Stem cell banks galore

In the last several years, stem cell banks and registries have begun springing up across the country and internationally. But are all these facilities helping research, or just duplicating efforts?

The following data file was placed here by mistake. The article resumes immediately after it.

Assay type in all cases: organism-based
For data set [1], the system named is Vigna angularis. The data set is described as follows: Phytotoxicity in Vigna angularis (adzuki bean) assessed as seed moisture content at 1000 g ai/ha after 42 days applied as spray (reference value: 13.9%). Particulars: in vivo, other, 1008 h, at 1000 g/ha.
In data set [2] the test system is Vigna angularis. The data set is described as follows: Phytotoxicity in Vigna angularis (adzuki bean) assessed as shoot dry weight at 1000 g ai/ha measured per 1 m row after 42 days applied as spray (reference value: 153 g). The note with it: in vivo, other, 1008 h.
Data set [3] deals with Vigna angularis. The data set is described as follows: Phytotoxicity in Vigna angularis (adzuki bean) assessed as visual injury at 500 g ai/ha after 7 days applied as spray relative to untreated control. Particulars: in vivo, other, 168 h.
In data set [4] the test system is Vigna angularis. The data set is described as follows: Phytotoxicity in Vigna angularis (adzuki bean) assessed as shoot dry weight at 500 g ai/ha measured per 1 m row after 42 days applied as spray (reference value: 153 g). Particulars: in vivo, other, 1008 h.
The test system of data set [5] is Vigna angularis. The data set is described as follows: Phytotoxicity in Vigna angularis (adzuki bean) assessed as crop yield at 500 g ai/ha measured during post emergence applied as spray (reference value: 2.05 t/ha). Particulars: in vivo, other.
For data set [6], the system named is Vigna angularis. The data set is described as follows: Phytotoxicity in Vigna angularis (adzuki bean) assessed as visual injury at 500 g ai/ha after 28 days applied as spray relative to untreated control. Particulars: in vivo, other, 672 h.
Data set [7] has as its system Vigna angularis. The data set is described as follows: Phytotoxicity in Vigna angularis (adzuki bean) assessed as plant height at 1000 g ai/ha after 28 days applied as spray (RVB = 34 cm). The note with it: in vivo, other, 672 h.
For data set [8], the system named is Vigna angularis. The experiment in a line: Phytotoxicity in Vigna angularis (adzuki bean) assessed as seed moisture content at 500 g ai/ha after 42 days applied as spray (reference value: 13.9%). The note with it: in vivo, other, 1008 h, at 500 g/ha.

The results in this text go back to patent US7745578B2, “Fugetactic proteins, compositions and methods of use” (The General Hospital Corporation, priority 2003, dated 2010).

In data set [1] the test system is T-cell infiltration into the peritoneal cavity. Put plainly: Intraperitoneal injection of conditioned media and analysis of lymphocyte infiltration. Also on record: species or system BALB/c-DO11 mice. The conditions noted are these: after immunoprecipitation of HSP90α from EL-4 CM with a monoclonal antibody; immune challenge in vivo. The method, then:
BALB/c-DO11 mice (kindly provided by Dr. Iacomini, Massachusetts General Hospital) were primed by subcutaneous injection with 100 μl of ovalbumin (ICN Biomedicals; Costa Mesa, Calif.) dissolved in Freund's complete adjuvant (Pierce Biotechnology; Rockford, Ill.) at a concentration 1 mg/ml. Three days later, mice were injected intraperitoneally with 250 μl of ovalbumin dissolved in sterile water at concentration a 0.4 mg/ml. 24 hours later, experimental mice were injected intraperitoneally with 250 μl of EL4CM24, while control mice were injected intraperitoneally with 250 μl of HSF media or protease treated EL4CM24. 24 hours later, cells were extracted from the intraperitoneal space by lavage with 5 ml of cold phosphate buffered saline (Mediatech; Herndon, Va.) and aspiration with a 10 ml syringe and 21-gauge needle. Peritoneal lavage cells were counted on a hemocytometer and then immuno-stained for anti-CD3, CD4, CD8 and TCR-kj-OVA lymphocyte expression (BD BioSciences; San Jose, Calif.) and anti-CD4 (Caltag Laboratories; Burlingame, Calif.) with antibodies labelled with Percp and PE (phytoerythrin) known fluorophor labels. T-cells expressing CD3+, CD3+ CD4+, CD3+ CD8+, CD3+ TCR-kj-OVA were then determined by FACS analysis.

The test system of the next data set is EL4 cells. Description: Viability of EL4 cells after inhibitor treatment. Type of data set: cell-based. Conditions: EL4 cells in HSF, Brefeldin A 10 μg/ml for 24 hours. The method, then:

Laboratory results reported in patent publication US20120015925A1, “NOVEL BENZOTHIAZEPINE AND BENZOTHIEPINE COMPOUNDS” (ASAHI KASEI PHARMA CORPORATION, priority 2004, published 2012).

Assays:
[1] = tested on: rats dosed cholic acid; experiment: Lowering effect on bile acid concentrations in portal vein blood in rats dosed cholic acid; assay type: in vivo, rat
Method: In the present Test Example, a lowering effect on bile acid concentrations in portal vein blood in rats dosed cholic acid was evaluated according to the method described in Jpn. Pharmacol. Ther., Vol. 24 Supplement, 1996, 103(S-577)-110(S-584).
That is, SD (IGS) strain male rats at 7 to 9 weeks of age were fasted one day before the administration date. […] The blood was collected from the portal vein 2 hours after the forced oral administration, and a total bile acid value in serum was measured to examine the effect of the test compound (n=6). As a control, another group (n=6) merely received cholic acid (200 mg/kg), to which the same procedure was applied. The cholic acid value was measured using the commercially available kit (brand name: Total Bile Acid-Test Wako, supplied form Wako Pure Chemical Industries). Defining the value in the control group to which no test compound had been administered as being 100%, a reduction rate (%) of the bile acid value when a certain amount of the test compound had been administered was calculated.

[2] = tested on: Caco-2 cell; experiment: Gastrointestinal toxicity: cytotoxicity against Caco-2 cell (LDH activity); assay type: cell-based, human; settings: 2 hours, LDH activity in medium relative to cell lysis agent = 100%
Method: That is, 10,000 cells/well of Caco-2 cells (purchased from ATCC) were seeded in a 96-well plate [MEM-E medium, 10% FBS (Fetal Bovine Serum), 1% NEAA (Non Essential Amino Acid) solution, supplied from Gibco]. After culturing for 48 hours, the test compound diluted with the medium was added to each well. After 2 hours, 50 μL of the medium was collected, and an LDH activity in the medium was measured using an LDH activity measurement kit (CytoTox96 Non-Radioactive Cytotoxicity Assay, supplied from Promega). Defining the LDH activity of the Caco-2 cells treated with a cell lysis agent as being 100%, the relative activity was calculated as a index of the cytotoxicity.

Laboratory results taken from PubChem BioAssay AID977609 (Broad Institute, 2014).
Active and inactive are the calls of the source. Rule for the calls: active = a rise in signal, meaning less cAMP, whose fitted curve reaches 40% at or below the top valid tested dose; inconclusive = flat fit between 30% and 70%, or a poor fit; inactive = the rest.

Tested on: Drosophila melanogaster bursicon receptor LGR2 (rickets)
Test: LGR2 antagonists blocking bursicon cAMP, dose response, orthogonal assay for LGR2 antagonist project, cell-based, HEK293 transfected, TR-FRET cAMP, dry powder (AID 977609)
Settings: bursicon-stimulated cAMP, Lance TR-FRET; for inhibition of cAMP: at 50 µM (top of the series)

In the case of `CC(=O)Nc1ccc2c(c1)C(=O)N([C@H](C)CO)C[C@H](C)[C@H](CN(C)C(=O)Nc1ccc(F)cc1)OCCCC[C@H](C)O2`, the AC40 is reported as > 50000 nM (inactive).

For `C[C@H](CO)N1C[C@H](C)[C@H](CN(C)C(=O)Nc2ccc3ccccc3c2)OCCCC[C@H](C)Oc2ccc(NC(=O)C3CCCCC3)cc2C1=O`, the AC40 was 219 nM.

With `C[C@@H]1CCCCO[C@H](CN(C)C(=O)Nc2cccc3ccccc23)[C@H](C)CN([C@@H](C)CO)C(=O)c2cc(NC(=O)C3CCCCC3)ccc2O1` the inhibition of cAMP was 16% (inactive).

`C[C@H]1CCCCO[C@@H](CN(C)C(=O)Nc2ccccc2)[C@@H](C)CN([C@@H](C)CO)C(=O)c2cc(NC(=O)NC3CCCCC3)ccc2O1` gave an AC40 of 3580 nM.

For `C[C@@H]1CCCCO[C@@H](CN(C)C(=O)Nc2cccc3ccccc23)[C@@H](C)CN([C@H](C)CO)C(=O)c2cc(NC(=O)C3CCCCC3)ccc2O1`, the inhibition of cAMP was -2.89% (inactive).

By | September 25, 2008